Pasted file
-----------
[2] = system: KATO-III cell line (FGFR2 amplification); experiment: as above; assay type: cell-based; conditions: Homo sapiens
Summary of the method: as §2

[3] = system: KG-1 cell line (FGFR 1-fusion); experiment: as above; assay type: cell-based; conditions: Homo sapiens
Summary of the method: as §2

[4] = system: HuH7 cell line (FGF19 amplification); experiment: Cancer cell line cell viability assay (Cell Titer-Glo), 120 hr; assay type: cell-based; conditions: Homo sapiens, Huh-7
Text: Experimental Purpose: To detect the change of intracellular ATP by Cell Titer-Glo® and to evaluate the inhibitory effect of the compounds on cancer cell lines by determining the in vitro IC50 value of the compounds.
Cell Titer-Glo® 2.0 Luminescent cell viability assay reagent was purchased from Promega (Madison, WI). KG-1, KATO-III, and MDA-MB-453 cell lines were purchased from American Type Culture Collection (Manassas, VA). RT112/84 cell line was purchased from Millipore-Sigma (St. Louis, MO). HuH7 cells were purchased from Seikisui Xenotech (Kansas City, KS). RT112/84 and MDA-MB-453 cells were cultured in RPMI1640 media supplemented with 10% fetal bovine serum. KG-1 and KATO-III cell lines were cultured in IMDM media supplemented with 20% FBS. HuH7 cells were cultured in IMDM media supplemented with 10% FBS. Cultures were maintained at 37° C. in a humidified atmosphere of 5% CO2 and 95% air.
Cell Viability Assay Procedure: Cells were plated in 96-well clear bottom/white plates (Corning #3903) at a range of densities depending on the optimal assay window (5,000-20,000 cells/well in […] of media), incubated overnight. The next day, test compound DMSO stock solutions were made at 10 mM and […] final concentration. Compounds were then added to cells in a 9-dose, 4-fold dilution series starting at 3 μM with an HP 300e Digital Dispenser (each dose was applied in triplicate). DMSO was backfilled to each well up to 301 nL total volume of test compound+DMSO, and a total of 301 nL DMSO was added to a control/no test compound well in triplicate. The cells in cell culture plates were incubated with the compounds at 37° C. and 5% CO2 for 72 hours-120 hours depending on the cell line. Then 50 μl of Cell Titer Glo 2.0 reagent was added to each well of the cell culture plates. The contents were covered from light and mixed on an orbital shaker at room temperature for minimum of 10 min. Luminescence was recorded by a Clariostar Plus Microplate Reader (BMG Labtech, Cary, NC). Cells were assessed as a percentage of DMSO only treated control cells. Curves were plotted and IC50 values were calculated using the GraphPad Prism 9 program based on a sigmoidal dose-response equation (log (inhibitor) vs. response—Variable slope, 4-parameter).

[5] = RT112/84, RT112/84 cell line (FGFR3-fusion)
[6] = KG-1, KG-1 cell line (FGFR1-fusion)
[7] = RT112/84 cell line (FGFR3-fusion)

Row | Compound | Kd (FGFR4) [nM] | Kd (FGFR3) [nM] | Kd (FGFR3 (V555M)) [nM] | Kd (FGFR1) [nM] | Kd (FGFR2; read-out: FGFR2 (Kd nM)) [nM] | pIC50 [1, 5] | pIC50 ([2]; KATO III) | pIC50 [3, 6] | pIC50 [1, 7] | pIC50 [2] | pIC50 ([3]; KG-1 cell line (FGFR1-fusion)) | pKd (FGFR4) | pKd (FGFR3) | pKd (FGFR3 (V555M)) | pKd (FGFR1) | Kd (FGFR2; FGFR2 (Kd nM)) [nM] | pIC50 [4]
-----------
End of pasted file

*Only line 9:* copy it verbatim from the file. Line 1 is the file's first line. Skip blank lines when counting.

[5] = RT112/84, RT112/84 cell line (FGFR3-fusion)